Survey Data

Reg No




Categories of Special Interest

Architectural, Artistic, Historical

Original Use


In Use As



1820 - 1830


316511, 232989

Date Recorded


Date Updated



Terraced two-bay four-storey over basement former townhouse, built c. 1825, with two- and three-storey two-stage return over basement to rear (south). Now in use as offices. M-profile slate roof, hipped to east of rear span, concealed by ashlar granite parapet with moulded cornice and coping, shouldered rendered chimneystacks to east and west party walls with yellow clay pots, parapet gutters and cast-iron rainwater goods breaking through to east and west ends. Red brick walling in Flemish bond over coursed ashlar granite walling to basement, beneath granite stringcourse. Square-headed window openings with brick voussoirs, rendered reveals and projecting granite sills; plain rendered surrounds to rear and basement. Iron guard rails affixed to sill of third and second floor windows, cast-iron balconette to first-floor windows, metal grille affixed to reveals of basement window. Generally one-over-one replacement timber sliding sashes with horns, six-over-six to second floor and three-over-three to third floor without horns. Tripartite windows to ground and first floor rear (south); two-over-two sash and multi-paned metal casement to return. Round-headed door opening to principal elevation (north) with moulded rendered reveals and Greek Ionic doorcase having plain frieze and cornice supported on projecting di-style fluted Ionic columns, with ornate fanlight and eleven-panelled timber door. Granite entrance platform with cast-iron boot scraper, approached by six granite steps and flanked by cast-iron railings with decorative corner posts over granite plinth, enclosing basement area. Coal-hole cover to pavement. Steel steps to basement well. Metal spiral fire escape stair to rear. Ashlar limestone elliptical-headed carriage-arch with replacement brick voussoirs and stone cornice, to south boundary on north side of Kingram Place, abutted by rubble limestone wall with square-headed pedestrian gate having replacement brick surrounds.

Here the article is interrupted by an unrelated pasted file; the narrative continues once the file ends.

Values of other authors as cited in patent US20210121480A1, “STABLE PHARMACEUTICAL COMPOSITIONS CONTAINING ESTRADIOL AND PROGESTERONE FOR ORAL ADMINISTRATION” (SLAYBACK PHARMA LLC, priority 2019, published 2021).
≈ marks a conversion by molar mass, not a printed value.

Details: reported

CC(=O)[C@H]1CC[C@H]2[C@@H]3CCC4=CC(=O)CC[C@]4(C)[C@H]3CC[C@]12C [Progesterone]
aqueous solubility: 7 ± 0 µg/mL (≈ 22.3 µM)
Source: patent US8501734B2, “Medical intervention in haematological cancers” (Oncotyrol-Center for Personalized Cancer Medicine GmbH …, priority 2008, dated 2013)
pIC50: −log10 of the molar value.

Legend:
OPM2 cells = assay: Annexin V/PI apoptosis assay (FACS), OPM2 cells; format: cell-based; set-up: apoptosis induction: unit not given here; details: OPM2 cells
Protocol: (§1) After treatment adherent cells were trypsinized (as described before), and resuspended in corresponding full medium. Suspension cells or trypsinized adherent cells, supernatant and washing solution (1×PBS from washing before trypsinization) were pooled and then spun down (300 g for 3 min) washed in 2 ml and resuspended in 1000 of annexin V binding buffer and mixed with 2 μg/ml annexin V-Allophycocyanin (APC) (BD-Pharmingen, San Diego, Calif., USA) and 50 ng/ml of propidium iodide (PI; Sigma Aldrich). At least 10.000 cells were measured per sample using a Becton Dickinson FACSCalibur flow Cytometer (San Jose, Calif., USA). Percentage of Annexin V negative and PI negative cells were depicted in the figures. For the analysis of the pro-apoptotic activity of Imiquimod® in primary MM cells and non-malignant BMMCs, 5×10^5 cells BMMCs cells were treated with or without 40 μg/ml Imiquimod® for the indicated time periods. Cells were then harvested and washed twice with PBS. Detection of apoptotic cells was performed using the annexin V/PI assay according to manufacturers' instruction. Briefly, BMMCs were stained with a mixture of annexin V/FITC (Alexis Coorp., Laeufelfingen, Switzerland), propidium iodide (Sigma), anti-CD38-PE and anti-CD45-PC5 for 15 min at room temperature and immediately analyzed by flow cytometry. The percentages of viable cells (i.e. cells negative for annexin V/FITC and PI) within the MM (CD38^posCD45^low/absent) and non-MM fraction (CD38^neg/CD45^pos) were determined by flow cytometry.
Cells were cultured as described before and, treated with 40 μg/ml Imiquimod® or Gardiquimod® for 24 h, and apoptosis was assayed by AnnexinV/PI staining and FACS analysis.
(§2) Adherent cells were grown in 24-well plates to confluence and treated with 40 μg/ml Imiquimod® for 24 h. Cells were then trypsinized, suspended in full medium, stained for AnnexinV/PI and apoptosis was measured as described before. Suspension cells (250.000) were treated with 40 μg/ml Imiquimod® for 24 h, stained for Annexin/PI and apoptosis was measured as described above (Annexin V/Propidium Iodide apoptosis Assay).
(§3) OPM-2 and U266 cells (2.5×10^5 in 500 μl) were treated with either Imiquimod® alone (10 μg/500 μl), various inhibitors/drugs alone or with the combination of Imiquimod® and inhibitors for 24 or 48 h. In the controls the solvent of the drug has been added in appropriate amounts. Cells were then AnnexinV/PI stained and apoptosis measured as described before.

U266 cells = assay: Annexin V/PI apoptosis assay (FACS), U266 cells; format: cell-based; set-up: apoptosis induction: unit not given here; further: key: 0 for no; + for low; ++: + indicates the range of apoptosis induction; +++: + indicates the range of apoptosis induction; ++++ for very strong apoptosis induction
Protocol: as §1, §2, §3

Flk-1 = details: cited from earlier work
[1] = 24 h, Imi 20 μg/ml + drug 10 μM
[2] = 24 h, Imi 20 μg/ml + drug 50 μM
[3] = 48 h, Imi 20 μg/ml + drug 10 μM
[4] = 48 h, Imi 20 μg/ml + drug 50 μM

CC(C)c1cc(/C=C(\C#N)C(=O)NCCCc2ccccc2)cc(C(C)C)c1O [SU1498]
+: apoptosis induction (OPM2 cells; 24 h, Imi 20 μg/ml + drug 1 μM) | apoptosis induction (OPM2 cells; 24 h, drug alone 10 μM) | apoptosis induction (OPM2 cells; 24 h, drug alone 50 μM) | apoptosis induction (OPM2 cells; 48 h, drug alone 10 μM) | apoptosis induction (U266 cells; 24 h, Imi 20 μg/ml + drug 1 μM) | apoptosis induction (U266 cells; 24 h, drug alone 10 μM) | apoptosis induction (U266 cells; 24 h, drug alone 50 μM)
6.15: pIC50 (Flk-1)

Nos. 19-23 were built as a unified group by the firm of Henry, Mullins & McMahon. A typical example of the Dublin Georgian townhouse, the well-balanced proportions and restrained detailing of the principal elevation is enlivened by the Greek Ionic doorcase, a feature of this group, complemented by a variety of classically-styled doorcases across the remainder of the terrace. Retaining its original aspect to Fitzwilliam Square, the ornate balconettes, granite steps and cast-iron railings serve to enhance the overall street setting. Forming part of cohesive terrace, the subtle stylistic and material variations between the neighbouring groups of terraces highlight the speculative nature of the square’s development. The building also warrants historical interest as Robert Lloyd Praeger (botanist and author) lived here between 1922 and 1952. The south side constituted the final phase of construction, c. 1823-8, comprising terraces by three different contractors. Laid out in 1791 by the surveyors J & P Roe, Fitzwilliam Square was the last of the city’s Georgian squares to be completed. Development was staggered and progressed slowly until after the Napoleonic Wars.